The anesthesiologist came and asked me tons of questions. I told him about a very minor valve problem in my heart, and he told me he wanted medical records with my diagnosis on it. When I told him that I got diagnosed as a young child and did not have any records of it, he told me that he wanted to cancel my surgery. At that point, I was freaking out because I basically had to have my surgery then for all of the reasons I mentioned before. I brought up how I had a spinal fusion at another Chinese hospital which was a much longer surgery and that the anesthesiologist and other doctors there didn't seem to think it was a big issue. My doctor went and talked to the anesthesiologist and had to convince him to do it. Thankfully, he agreed to do it.

I got wheeled into the operating room and once I got up on the operating table, my IV stopped working. Figures. The nurses were fiddling with that, and I was told that my surgery was going to start. Then, all of a sudden, I was informed that the anesthesiologist wanted to run more tests on me. I had to roll off of the operating table and back onto a gurney. I was wheeled to another room where they did a sonogram of my liver and kidneys. They were okay, so I was allowed to have the surgery. I get that they have to run tests, but I was getting very irritated with all of the drama at that point. They should have done tests like that one of the many times I came in beforehand! I was wheeled back into the operating room, and the last thing my surgeon said to me was, "We usually give epidurals for this type of surgery, but we can't give you one because of your back surgery. When you wake up, you will probably be in severe pain."

When I woke up, low and behold, I was in the worst pain of my life. It was even worse than when I had my back surgery, and that was awful. I got wheeled back to my room and tried to sleep, but I couldn't. The nurse kept coming in and I kept crying and telling her I couldn't sleep and was in pain. Finally, after what seemed like hours and her 17th time in my room, she offered me a shot for the pain. I gladly accepted, and it put me right to sleep for a few hours. When I woke up again, the pain was back. I probably only woke up because the painkiller wore off. I asked for more painkillers and was only given Tylenol. The next day I was allowed to have another shot, but mostly I was just given Tylenol or Ibuprofen to deal with the pain of an open surgery. To put it in perspective, many people compare a myomectomy to a c-section. So imagine just getting Tylenol for the c-section most of the time. Chinese hospitals in general are very stingy with painkillers, especially compared to American hospitals, so I knew I was just going to have to try to deal with it. My surgeon came in and I complained to him about it, but he told me that I was doing very well. It probably wasn't true, but it did boost my morale to hear him say that. In addition to the pain from the operation, my whole right side felt weird. With every breath, I felt sharp pain on my right hand side near my ribs. The surgeon assured me that was normal because they filled me with gas during the operation and that with time, it would go away. He told me that my surgery went well but that he had to make a bigger incision than expected and apologized. I told him that he had to do what he had to do to remove the tumor and that I didn't mind. He kept stopping by to see how I was doing, and at one point he held my hand and told me how strong I was for going through this alone. That was kind of awkward, but I appreciated the gesture. All in all, my surgeon was very attentive and later on, he answered all of my questions about post-op care promptly through We Chat. I do have to say that if I (god forbid) have any future problems I will go to him again.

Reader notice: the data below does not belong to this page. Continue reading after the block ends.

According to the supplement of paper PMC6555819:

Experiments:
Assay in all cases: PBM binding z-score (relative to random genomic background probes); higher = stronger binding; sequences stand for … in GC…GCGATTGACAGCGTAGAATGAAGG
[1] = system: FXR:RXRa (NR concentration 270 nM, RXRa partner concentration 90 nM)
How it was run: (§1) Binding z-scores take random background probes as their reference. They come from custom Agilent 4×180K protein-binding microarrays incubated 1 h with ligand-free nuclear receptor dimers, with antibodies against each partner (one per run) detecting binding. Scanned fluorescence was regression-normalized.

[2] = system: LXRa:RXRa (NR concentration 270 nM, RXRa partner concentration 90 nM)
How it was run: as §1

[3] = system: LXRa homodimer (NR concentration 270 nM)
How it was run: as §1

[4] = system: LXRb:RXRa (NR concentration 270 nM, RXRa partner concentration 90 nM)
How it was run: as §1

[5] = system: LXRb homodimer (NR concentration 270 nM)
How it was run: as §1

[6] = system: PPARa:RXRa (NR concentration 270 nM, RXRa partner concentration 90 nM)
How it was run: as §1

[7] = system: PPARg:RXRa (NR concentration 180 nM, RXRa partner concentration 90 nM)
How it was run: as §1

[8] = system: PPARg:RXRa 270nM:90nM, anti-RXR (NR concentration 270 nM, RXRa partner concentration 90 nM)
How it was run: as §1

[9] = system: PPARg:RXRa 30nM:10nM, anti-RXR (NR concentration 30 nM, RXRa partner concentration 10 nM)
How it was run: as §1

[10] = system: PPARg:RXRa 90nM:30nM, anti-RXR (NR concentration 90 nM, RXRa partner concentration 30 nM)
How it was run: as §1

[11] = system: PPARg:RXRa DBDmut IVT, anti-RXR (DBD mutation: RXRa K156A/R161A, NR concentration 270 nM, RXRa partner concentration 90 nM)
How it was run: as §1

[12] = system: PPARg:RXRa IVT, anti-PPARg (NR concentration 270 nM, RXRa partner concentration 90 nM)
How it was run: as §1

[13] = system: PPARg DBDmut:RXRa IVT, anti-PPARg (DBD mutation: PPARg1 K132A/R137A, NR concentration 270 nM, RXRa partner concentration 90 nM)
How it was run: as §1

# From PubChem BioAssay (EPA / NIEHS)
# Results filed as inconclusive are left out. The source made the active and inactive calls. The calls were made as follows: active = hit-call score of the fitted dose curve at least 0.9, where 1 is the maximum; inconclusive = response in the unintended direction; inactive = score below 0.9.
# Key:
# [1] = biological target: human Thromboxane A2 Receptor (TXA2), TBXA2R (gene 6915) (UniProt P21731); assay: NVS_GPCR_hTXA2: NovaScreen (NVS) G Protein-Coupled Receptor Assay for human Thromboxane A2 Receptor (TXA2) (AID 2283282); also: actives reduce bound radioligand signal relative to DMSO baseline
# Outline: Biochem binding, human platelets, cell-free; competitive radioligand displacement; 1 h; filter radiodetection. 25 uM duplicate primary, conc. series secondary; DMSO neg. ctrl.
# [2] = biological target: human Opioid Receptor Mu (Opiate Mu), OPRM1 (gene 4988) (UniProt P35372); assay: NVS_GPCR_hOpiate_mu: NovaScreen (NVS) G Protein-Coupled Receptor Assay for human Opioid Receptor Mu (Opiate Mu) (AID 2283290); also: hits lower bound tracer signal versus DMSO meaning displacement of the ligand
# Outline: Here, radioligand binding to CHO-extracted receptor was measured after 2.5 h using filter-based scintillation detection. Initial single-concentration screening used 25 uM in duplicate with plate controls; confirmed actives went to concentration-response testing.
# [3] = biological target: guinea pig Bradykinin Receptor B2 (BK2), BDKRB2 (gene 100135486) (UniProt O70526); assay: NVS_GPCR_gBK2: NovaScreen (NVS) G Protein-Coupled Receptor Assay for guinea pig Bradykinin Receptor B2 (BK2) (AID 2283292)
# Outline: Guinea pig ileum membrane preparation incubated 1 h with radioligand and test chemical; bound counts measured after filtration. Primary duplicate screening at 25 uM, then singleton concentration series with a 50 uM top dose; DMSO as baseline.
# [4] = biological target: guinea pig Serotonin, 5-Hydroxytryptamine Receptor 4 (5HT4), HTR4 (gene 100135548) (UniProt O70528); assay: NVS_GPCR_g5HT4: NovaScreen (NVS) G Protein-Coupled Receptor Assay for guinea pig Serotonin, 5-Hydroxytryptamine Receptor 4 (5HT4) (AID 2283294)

The nurses at the hospital I was at were all lovely to deal with, too. All of them spoke English besides the last one I had. That definitely helped matters. They were really sweet, and one of them even added me on We Chat in case I had any questions or needed any help. They kept telling me to get up and to try to walk around, but I just felt so dizzy so I told them I thought I'd better wait. After they removed the catheter, I had no choice but to get up to go to the bathroom. Of course it was during a raging thunderstorm, so that added to the bad vibe I was currenty feeling. I felt so badly on my way back from the bathroom, that I just fainted. I knew I was fainting, so I told the nurse and she helped me get down to the ground slowly, which was important because of my back injury. When I came to, two nurses were surrounding me and trying to get me to drink hot chocolate and eat a cookie. I gladly welcomed the cookie since I was on a liquid diet and not technically allowed to have solid foods. I guess fainting was the exception to that since they were worried about my blood sugar. After fainting, I was very worried about having to leave the hospital and being on my own in my apartment, so I wanted to extend my stay there. I found out it would be $700 per night and that I maxed out my insurance coverage already. The nurses were kind enough to ask if I could do a very late check out the next day, which helped a lot.